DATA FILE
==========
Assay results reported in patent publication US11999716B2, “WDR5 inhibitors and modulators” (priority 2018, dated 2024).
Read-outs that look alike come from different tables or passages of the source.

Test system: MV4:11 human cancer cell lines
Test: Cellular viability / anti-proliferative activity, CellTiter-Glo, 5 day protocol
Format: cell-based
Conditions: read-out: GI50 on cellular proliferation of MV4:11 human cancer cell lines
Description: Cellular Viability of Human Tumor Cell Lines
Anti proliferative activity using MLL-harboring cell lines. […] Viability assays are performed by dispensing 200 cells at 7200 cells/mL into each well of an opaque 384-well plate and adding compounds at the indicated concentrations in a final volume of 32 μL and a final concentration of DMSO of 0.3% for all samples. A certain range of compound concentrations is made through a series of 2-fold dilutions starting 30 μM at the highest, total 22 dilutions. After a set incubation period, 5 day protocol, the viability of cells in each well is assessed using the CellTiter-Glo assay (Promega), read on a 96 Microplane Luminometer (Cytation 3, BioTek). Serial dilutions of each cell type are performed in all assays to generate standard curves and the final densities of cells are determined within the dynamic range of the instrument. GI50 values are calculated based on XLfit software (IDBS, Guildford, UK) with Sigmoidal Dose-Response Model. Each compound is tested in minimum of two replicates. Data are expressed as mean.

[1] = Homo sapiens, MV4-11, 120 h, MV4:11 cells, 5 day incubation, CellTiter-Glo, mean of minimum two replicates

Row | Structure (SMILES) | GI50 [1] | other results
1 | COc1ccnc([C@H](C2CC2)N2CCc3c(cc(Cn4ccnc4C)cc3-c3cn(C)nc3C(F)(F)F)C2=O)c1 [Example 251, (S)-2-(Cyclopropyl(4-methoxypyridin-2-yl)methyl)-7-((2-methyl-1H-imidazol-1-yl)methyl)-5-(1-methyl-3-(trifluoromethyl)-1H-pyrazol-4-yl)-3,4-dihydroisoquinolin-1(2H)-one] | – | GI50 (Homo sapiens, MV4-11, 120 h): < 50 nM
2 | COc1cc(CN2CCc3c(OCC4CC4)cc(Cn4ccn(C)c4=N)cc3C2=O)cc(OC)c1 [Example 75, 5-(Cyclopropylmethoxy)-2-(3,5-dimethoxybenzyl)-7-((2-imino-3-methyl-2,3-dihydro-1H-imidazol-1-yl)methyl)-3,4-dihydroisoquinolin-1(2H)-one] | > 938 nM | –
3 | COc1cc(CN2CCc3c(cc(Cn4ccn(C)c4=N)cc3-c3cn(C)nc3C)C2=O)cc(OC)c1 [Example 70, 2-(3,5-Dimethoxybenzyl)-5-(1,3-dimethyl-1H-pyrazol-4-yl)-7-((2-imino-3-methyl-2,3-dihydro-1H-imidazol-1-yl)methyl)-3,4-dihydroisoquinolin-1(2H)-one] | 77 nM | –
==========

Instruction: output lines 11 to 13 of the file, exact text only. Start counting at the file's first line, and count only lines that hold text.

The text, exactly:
1 | COc1ccnc([C@H](C2CC2)N2CCc3c(cc(Cn4ccnc4C)cc3-c3cn(C)nc3C(F)(F)F)C2=O)c1 [Example 251, (S)-2-(Cyclopropyl(4-methoxypyridin-2-yl)methyl)-7-((2-methyl-1H-imidazol-1-yl)methyl)-5-(1-methyl-3-(trifluoromethyl)-1H-pyrazol-4-yl)-3,4-dihydroisoquinolin-1(2H)-one] | – | GI50 (Homo sapiens, MV4-11, 120 h): < 50 nM
2 | COc1cc(CN2CCc3c(OCC4CC4)cc(Cn4ccn(C)c4=N)cc3C2=O)cc(OC)c1 [Example 75, 5-(Cyclopropylmethoxy)-2-(3,5-dimethoxybenzyl)-7-((2-imino-3-methyl-2,3-dihydro-1H-imidazol-1-yl)methyl)-3,4-dihydroisoquinolin-1(2H)-one] | > 938 nM | –
3 | COc1cc(CN2CCc3c(cc(Cn4ccn(C)c4=N)cc3-c3cn(C)nc3C)C2=O)cc(OC)c1 [Example 70, 2-(3,5-Dimethoxybenzyl)-5-(1,3-dimethyl-1H-pyrazol-4-yl)-7-((2-imino-3-methyl-2,3-dihydro-1H-imidazol-1-yl)methyl)-3,4-dihydroisoquinolin-1(2H)-one] | 77 nM | –